Friday, June 8, 2012

6/8/12 Report - Silver Coins in the Florida State Collection & More

Written by the TreasureGuide for the exclusive use of

Can You Believe This Stuff?

The item shown to the right is from an October 2011 auction by Manor Auctions.  It has nothing to do with the Florida Collection that I'll discuss below.  Other similarly big gaudy items were also in the auction.

Here is the link if you want to see more of this item and other similar items.

I’ve seen a lot of misinformation circulating in the treasure community about the treasure coins in the Florida Collection. As you probably know, Florida collects a portion of the finds from the leased shipwrecks salvaged in Florida waters. The collection of silver cobs and treasure coins, as of the first comprehensive inventory in 1997, included over 23,000 silver coins, most coming from the 1715 Fleet.

This information is provided by James Miller, in the foreword to Alan Craig’s book Spanish Colonial Silver Coins in the Florida Collection, 2000. At the time Miller was the Chief of Archaeological Research for the State of Florida,

Earlier, Craig conducted an inventory and wrote a book on the gold coins of the collection.

It doesn’t seem to me that a taxpayer of the State should have to purchase an expensive book to learn about the state collection, but that seems to be the case. I’ve not seen how you can get access to information on the State Collection otherwise. Isn’t the collection gathered and maintained for the people of the State? Has anyone seen it? Maybe I just don’t know how to gain access to the database, and maybe it is possible to simply walk in and look at the collection. I don’t know. I’ve done a few Google searches, but haven’t found out how to access the State‘s database at this point. If you have seen the collection or if you know how to access the database or detailed information on the database, please let me know. The taxpayers pay to maintain the collection and should get some value out of it.

I wanted to give you some information on the silver coins of the Florida Collection today. Remember that this information is over ten years old at this point and presumably more coins have been added to the collection since the book was written.  I understand, though, that coins are not routinely selected in mass for addition to the collection these days unless they are somewhat unique and provide some additional numismatic information Unlike the early days when bags of coins were accepted by the pound, now the State is more particular in their selection of coins and artifacts.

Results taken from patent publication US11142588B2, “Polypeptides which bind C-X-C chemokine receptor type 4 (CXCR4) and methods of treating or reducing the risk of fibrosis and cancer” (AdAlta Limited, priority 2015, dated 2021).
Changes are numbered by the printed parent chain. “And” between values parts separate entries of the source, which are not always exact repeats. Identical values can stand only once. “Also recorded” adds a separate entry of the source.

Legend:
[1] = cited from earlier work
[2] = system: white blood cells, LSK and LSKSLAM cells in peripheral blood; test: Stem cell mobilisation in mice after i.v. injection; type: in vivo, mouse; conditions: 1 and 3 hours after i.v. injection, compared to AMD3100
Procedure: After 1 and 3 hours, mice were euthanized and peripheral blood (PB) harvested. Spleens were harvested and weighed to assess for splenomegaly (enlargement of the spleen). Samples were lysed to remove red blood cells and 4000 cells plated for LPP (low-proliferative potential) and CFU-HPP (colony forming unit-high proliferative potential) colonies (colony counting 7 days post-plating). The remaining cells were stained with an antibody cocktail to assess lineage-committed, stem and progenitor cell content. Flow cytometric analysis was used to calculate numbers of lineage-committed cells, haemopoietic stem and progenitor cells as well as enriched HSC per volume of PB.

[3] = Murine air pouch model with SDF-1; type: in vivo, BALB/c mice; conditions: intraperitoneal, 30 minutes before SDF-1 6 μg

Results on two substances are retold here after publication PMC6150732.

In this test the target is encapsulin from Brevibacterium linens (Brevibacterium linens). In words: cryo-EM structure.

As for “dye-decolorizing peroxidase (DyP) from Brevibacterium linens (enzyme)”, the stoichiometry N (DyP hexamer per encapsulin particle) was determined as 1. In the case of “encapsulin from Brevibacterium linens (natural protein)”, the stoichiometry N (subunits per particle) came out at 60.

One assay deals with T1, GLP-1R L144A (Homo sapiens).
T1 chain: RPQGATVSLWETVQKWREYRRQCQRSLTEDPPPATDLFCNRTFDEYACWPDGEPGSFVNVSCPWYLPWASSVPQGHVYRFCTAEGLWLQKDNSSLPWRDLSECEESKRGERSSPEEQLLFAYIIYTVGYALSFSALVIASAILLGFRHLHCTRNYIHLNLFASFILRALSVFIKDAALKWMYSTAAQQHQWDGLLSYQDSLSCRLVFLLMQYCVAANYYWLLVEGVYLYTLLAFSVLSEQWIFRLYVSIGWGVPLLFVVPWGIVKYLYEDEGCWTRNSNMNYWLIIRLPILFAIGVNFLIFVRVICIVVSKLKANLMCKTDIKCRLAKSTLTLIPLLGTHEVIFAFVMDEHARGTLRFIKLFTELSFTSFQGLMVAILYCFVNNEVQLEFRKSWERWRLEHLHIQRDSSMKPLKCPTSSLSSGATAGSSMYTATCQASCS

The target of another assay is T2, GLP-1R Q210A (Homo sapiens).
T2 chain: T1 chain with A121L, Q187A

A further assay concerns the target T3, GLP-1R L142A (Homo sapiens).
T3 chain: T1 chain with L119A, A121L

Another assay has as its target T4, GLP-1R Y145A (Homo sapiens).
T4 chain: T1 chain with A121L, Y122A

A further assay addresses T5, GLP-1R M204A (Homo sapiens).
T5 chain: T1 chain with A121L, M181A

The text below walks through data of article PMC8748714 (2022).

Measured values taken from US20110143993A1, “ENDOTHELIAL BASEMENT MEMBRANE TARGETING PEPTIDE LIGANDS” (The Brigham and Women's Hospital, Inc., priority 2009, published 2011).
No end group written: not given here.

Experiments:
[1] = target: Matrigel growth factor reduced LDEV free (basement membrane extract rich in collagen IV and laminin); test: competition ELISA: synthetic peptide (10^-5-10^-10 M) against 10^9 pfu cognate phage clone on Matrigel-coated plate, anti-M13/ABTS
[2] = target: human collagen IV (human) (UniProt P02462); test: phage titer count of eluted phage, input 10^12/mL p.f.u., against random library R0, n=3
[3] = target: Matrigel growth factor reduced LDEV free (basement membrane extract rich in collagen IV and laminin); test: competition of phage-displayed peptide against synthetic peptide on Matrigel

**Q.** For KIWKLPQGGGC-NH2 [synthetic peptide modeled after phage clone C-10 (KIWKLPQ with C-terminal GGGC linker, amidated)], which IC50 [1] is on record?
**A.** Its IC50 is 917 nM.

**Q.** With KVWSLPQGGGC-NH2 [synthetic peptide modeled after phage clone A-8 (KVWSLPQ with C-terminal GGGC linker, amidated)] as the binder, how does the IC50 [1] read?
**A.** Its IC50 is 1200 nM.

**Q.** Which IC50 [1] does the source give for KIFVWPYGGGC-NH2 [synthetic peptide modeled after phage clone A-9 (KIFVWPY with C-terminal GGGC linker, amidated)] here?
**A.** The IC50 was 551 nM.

Of the total of the 22,938 silver coins in the collection when Craig's inventory was conducted, by far the greatest number, 13,433, came from the Douglass Beach wreck. The second greatest number, 8637, came from undetermined wrecks. ( It seems to me that can mean a lot of different things. ) The third greatest number came from the Cabin Wreck, 199. And then the Jupiter Wreck, 198.

I am almost certain that the ranking has changed in recent years, and the Jupiter Wreck has been one of the largest contributers in more recent years.

The overly large proportion of coins coming from the Douglass Beach Wreck is surprising to me.

The book states that the easiest finds have already been made and the number of coins found in more recent years had decreased.

So does that mean that the large number of coins already found on the Douglass Wreck indicate that that wreck has been worked out to a greater extent than the other wrecks? That is what the book seems to suggest to me.

The greatest number of coins in the collection is the large denomination cobs. Of the coins in the collection at the time, 11,779 were identified as being 8 Reales, 5,366 4 Reales, 1,099 2 Reales, 2,573 1 Reales, and 1,161 halves. With the exception of 2 Reales, as the denomination decreases, so does the number found, or should I say, the number in the collection decreases.

It makes sense to believe that larger denomination coins were the most convenient for shipping large amounts of silver. Craig suggests that smaller denomination coins were kept for daily use in the New World rather than being shipped back to Spain.

Could it also be that smaller coins are not as easy to detect/find? Certainly that is true, but I don’t know how large that effect would be on the overall number of coins added to the State Collection. Maybe insignificant, maybe not.

I do know that a lot of detectorists were missing the small denomination coins on the beach back in the eighties. I have questioned the relationship of beach found coins of different denominations compared to sea-salvaged coins before.  I have also collected a little data on that in addition to my personal experience, which suggests a higher percentage of small denomination coins found on the beach as opposed to those salvaged from the sea.

I'll talk more about the coins in the Florida Collection again sometime soon.

The waves were higher this morning than predicted and expected.  There were actually a number of surfers out.  Nonetheless, beach detecting conditions remain basically unchanged.  The water was just a little rougher.

In the past, I used to frequently remind that my beach detecting conditions rating  goes from 1 to 5, with 1 indicating poor conditions and 5 excellent detecting conditions and that I start the scale with a 1 rather than a zero because even when conditions are poor there is still some chance of a cob popping up, no matter how slim.  I bring that up because even now there are a few scarce cuts and a few cobs and artifacts being found.
Sometimes you have to check a lot of beaches to find one good spot.  That is the case now.

Happy hunting,